U.S. President Donald Trump’s embattled reelection campaign continued its legal challenges to vote counting Thursday even as it suffered a pair of setbacks in two battleground states key to winning the election.
In Nevada, a Democratic-leaning state where former Vice President Joe Biden maintained a slight advantage over Trump in the vote count, the Trump campaign and the state Republican Party announced a lawsuit claiming at least 10,000 nonresidents had illegally voted and that their votes were being counted.
“It is unacceptable in this country to have illegal votes counted, and that is what’s happening in the state of Nevada,” Trump's former acting intelligence chief, Richard Grenell, said at a news conference in Las Vegas.
Joe Gloria, the registrar of voters for Clark County, Nevada, dismissed the allegation. “My response is that we’re not aware of any improper ballots that are being processed,” Gloria told reporters during a news conference.
The Trump campaign announced on Wednesday that it was filing a lawsuit to temporarily halt vote counting in Pennsylvania — a state vital to the president’s prospects for reelection — until its observers are granted more access to watch vote counting.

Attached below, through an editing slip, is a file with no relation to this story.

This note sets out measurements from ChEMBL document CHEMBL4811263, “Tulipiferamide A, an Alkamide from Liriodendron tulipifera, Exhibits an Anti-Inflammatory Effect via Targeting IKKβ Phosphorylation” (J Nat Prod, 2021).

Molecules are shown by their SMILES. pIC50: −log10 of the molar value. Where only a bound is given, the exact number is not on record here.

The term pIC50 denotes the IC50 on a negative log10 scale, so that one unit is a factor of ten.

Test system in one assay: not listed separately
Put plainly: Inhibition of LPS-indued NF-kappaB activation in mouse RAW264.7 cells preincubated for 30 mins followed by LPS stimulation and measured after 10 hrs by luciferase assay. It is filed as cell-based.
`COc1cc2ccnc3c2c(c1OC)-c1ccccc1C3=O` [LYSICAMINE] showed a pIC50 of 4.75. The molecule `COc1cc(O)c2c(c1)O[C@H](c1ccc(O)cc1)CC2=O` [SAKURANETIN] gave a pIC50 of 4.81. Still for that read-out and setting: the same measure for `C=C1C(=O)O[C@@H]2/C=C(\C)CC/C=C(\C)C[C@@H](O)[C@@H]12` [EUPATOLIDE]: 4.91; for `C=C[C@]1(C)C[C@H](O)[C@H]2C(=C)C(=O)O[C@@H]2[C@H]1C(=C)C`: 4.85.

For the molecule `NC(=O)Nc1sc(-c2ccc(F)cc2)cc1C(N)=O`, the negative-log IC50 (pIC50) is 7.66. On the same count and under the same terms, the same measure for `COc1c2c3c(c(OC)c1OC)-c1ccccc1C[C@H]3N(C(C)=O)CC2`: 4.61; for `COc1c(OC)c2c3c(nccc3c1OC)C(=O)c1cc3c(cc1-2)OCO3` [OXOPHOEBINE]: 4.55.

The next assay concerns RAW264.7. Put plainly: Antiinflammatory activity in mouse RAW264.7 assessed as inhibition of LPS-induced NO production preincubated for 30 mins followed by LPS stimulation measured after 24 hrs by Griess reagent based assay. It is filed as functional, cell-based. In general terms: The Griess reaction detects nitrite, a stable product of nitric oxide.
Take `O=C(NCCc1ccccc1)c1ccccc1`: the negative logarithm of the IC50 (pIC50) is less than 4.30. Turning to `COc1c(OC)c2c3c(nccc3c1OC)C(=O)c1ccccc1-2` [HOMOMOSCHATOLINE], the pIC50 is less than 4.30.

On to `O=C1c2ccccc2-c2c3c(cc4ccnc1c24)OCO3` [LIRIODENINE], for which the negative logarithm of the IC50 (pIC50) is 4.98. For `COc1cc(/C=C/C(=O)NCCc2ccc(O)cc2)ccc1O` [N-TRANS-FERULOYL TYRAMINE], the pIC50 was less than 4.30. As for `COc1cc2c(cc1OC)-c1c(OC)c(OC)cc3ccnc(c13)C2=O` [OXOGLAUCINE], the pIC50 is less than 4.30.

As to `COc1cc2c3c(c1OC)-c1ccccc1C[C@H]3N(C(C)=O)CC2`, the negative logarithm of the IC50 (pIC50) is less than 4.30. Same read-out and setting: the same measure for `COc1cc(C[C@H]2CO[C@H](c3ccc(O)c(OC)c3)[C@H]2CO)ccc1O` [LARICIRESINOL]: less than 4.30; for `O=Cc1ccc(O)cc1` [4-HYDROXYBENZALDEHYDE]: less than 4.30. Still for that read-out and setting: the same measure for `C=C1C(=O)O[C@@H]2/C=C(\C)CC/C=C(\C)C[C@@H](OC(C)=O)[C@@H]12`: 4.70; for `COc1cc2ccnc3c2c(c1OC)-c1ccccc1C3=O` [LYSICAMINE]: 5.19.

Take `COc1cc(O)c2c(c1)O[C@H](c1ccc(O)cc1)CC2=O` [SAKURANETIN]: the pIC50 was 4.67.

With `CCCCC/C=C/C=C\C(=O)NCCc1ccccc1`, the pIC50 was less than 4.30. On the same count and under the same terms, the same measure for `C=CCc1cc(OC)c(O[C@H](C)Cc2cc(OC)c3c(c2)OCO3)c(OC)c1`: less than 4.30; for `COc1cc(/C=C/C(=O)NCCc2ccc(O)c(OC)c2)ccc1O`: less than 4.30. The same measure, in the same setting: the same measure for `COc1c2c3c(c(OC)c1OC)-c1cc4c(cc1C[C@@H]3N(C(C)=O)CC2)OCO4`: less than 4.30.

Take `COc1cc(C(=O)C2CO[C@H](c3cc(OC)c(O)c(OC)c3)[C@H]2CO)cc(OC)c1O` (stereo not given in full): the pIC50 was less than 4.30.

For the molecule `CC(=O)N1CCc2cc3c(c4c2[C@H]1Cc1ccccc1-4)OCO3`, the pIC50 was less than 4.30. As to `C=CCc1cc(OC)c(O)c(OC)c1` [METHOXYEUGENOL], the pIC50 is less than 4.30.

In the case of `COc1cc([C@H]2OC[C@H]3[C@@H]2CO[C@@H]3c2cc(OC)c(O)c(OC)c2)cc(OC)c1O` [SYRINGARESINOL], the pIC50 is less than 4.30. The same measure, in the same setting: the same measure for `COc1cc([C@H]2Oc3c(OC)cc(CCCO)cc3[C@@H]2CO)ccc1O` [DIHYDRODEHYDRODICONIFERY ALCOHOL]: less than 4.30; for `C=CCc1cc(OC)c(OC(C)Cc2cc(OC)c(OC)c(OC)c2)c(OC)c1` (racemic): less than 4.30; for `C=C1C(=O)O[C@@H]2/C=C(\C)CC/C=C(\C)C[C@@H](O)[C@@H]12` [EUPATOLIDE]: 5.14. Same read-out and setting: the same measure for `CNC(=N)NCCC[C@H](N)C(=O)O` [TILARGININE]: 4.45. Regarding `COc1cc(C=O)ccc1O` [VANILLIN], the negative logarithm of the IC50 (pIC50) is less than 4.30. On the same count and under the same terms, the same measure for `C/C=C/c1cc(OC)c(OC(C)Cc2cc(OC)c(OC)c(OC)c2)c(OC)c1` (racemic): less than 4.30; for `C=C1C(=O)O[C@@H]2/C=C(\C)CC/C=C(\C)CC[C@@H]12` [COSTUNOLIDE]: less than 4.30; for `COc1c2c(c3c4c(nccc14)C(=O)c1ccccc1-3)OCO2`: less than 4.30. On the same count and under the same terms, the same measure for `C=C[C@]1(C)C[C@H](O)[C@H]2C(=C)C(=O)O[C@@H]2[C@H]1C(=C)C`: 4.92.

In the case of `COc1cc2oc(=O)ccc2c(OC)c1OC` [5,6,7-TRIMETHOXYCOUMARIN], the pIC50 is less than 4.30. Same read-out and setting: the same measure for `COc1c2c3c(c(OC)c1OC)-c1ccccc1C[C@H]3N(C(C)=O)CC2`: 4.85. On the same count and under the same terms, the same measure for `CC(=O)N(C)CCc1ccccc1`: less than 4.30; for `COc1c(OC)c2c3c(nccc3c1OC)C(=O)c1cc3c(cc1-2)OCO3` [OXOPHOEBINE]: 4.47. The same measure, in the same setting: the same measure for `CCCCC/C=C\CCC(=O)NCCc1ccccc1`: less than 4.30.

The suit in Nevada, the campaign’s fourth major legal action since Tuesday’s still-undecided presidential election, came as courts in Georgia and Michigan threw out two Trump lawsuits over ballot handling in those states.
In Georgia, the Republicans had accused a local board of elections of allowing invalid mail-in ballots to be mixed in with ballots ready to be counted. But a judge dismissed the suit after a local election official testified that the ballots in question “were timely received.”
In Michigan, a local judge dismissed a Trump campaign request to stop all vote counting until it was given “meaningful access” to ballot processing, such as surveillance videos of drop boxes. The judge’s decision came a day after Biden was declared by news organizations as the winner in the state.
Despite the legal defeats in Georgia and Michigan, the Trump campaign scored a minor win in Pennsylvania where an appellate judge ordered that Republican observers be allowed to watch the vote count at a convention hall while keeping a safe distance of 2 meters away.
Trump campaign advisers hailed the decision, pledging to press ahead in Pennsylvania as well as several other states the president needs to win a second term in office.
"We are going to keep fighting for this election because that is what the American people deserve," Trump campaign manager Bill Stepien said during a press call.
The Biden campaign dismissed the Trump lawsuits as frivolous and meritless.
“They’re intended to give the Trump campaign the opportunity to argue that the vote count should stop. It is not going to stop,” said senior Biden campaign adviser Bob Bauer.
U.S. presidential election results are rarely contested. But this has been the most litigated election ever, and Trump has said his "biggest risk" is one of losing in court.